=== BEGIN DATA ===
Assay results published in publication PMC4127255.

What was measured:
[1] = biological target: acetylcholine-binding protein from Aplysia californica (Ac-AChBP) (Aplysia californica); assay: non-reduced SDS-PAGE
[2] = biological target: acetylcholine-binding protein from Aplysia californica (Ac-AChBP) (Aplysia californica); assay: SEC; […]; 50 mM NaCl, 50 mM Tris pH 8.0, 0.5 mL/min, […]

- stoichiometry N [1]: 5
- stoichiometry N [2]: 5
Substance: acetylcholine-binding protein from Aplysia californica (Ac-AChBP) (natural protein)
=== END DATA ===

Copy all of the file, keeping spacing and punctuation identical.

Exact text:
Assay results published in publication PMC4127255.

What was measured:
[1] = biological target: acetylcholine-binding protein from Aplysia californica (Ac-AChBP) (Aplysia californica); assay: non-reduced SDS-PAGE
[2] = biological target: acetylcholine-binding protein from Aplysia californica (Ac-AChBP) (Aplysia californica); assay: SEC; […]; 50 mM NaCl, 50 mM Tris pH 8.0, 0.5 mL/min, […]

- stoichiometry N [1]: 5
- stoichiometry N [2]: 5
Substance: acetylcholine-binding protein from Aplysia californica (Ac-AChBP) (natural protein)